Friday, July 30, 2021

Helloween - Metal Jukebox (1999)

The idea of cover albums in power metal is no rarity; groups such as Hammerfall and Powerwolf have put out some pretty damn good collections, plugging their selections directly into their own sounds and ending up with something they could use positively to expand out their set lists and pay such tributes forward. When Metal Jukebox was first announces, I was naturally curious, since this was coming from a band that was a favorite of mine, and I wanted to hear what choices they'd make and whether they'd translate them into a proper Helloween feel or if they'd try to conform themselves a little more to the picks. I think, for the most part, they succeed in the former, with the caveat that this is nothing special overall and beyond its value of a curiosity, there's only about an EP's worth of material here I enjoy revisiting.

The opener is a scorcher, a cover of one of my favorite Scorpions tracks "He's a Woman, She's a Man", and the generally over-the-top Mr. Deris does a fantastic job applying his more schizo, crazy side to the original Klaus vocals without derailing, the slightly heavier approach with the drums and guitars really works on this one, and it's no surprise that it's probably one of the more obvious covers of the band you'd do beyond "Rock You Like a Hurricane", etc. ABBA's "Lay All Your Love On Me" actually comes off like a track from the Time of the Oath sessions...the production on the guitars isn't perfect, but adding the heaviness is awesome, and it's really atmospheric, with some great bass grooves. Focus' "Hocus Pocus" is a fun track to begin with, and while Helloween makes it sound even sillier than the original, it's still a damn fine cover and Deris really stretches his vocals here. Otherwise, there just aren't many that inspired me all that much..."Space Oddity", "All My Loving", "White Room", or Faith No More's "From Out of Nowhere", which is one of the bigger surprise inclusions, all do a decent job of emulating the originals and inserting Andi's voice, but they're all forgettable and taste-wise some of them are just too uninspired and generic as selections.

The others beyond that just aren't all that great, or a little disjointed and uneven like their "Locomotive Breath". Nothing here is terribly miscalculated, for instance even on some of the weaker covers they pull off a good guitar tone or vocal line, but it's almost like in showing the band's diverse influences and roots they end up making Metal Jukebox a less coherent or interesting experience. I've certainly heard far worse cover collections, don't get me long as you're into the Andi era and a lot of classic rock and hard rock tuneage, you'll be entertained for enough of a window that you won't regret the experience, but I almost wish they had ramped up the intensity with a few more ragers like the Scorpions cover, or some better, highly arranged adaptations of stuff like the ABBA track. At least this is a superior diversion for Helloween fans than the lamentable Unarmed album about a decade later.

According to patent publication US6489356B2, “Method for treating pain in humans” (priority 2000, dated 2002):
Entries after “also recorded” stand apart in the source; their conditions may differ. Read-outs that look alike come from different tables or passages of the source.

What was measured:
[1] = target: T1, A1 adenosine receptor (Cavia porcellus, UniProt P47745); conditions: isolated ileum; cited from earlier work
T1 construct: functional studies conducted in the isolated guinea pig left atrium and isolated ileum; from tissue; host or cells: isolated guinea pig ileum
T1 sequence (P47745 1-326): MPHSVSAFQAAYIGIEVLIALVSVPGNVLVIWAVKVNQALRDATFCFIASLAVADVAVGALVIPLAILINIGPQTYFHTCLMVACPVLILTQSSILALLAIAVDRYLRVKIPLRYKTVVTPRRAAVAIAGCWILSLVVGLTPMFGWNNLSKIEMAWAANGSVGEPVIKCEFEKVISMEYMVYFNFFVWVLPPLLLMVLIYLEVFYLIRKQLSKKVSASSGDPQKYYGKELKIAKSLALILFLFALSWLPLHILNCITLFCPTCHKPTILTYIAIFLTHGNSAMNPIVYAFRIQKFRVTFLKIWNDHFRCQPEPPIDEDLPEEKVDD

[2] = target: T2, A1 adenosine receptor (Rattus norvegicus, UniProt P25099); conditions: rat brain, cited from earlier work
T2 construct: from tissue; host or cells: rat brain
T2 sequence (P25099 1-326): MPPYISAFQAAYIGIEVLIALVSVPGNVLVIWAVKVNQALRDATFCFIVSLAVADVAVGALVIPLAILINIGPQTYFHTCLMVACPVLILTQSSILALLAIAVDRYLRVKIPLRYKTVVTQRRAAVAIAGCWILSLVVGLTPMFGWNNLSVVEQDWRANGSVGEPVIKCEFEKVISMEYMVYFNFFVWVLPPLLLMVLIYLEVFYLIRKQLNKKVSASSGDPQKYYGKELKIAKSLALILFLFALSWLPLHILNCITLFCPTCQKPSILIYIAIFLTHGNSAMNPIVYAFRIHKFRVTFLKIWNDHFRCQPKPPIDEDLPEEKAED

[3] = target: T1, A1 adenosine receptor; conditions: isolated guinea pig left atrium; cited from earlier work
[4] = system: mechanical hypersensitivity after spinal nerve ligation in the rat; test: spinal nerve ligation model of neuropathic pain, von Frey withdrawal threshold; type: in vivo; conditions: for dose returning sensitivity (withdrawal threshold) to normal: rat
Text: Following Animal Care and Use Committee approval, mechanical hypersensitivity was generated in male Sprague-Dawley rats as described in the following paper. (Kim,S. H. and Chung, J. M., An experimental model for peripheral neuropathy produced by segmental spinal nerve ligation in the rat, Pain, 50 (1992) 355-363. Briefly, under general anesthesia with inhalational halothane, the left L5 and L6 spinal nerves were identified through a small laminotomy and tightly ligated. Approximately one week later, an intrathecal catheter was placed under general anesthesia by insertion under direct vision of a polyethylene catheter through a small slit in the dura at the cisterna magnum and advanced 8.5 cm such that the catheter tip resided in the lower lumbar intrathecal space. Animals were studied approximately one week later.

Verdict: Indifference [6.5/10]

Tuesday, July 27, 2021

Helloween - The Best * The Rest * The Rare (1991)

The Best, The Rest, The Rare really walks the line between being a total label-driven bullshit retread compilation and something that was likely invaluable at the time, for fans like myself who weren't able to get our greedy paws on all of its more obscure gems and B-sides. It was not at all difficult to acquire Walls of Jericho or the Keeper of the Seven Keys albums in the early 90s, I had already had the cassette versions for years and would soon pounce on the CDs once I got my first disc player as a High School graduation gift in 1992. So right there, I can tell you that about 50% of the material on here is just lifted from those and ported over so it can offer up a 'greatest hits' for a band that was still rather in its youthful phase despite already being into its second and more popular phase with Kiske singing.

We didn't need another pressing of "I Want Out" or "Future World", or even "Judas", but of course it's in the name of the collection, and I can't fault them at least for their taste because all of these cuts are all time favorites and highly memorable. At least going into it, we knew that the diehards would only be focused on that last third of the title, 'The Rare', and to that there were a few treats included from singles that I didn't own or hadn't even heard the B-sides of. "Save Us" was my favorite, a raging anthem with amazing vocals and guitar melodies that was surely among the harder hitting tunes the band had put out at that time, and that chorus part...simply put, this is one of my fave Helloween tunes to this day, so even if had to suffer the cash grab component of this release it was slightly worthwhile. The similarly titled "Savage" was another highlight, and another really heavy track that was pretty much a thrasher but imbued with those great harmonic vocals, and a catchy chorus. "Livin' Ain't No Crime" is decent enough if you love Keeper of the Seven Keys Part I, and "Dont Run for Cover" is also alright, but for me the weakest of the tracks that were unique to me when I bought this tape.

The one other gem here was the Kiske-sung version of "Victim of Fate", which worked very well, even if I still prefer the more acidic Kai vocals of the original. If you were a Helloween fan around this time, there was no chance you weren't going to pursue this, just to hear that 5-songs, EP length chunk of value, and for that very same reason, you also didn't need the rest of the stuff which you likely already owned. If you were brand new coming to this without any prior knowledge of the band, then you probably would have been attracted to almost all this material, even most of the worthy rarities, so from that angle it's not that bad of a deal. A bucket of vomit has more value to me than a 'greatest hits' comp of any sort, and I am well on the record for that, but again, this one is conflicting because they snuck on the good shit that you wanted with other shit that you already had... These days, The Best, The Rest, The Rare is far less interesting since most of its handful of gems are available on CD or other re-releases of their classic albums, but for 1991 I took the good with the bad, just skipped past the songs I'd rather listen to in their native original album environments, and enjoyed the ones I didn't have.